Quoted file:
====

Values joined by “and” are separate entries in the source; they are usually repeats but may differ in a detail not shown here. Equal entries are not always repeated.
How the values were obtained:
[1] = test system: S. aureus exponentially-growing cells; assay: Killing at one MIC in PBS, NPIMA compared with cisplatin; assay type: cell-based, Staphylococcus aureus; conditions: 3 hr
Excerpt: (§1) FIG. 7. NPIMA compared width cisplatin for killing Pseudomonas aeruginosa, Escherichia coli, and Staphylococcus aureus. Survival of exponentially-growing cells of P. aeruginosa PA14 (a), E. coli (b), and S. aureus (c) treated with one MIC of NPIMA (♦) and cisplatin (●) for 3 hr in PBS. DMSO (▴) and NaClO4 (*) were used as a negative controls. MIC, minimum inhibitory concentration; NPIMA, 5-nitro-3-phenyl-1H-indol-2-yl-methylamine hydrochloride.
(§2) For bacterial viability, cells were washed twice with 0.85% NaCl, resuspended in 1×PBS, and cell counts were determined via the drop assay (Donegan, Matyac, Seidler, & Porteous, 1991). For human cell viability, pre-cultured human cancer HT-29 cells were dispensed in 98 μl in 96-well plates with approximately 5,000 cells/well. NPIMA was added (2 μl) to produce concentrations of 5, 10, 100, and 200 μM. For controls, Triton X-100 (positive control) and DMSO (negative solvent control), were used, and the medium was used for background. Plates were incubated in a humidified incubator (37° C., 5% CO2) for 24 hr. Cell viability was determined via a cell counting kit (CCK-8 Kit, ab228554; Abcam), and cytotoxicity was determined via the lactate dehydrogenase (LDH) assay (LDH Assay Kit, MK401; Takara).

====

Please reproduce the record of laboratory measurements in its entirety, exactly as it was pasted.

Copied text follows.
Values joined by “and” are separate entries in the source; they are usually repeats but may differ in a detail not shown here. Equal entries are not always repeated.
How the values were obtained:
[1] = test system: S. aureus exponentially-growing cells; assay: Killing at one MIC in PBS, NPIMA compared with cisplatin; assay type: cell-based, Staphylococcus aureus; conditions: 3 hr
Excerpt: (§1) FIG. 7. NPIMA compared width cisplatin for killing Pseudomonas aeruginosa, Escherichia coli, and Staphylococcus aureus. Survival of exponentially-growing cells of P. aeruginosa PA14 (a), E. coli (b), and S. aureus (c) treated with one MIC of NPIMA (♦) and cisplatin (●) for 3 hr in PBS. DMSO (▴) and NaClO4 (*) were used as a negative controls. MIC, minimum inhibitory concentration; NPIMA, 5-nitro-3-phenyl-1H-indol-2-yl-methylamine hydrochloride.
(§2) For bacterial viability, cells were washed twice with 0.85% NaCl, resuspended in 1×PBS, and cell counts were determined via the drop assay (Donegan, Matyac, Seidler, & Porteous, 1991). For human cell viability, pre-cultured human cancer HT-29 cells were dispensed in 98 μl in 96-well plates with approximately 5,000 cells/well. NPIMA was added (2 μl) to produce concentrations of 5, 10, 100, and 200 μM. For controls, Triton X-100 (positive control) and DMSO (negative solvent control), were used, and the medium was used for background. Plates were incubated in a humidified incubator (37° C., 5% CO2) for 24 hr. Cell viability was determined via a cell counting kit (CCK-8 Kit, ab228554; Abcam), and cytotoxicity was determined via the lactate dehydrogenase (LDH) assay (LDH Assay Kit, MK401; Takara).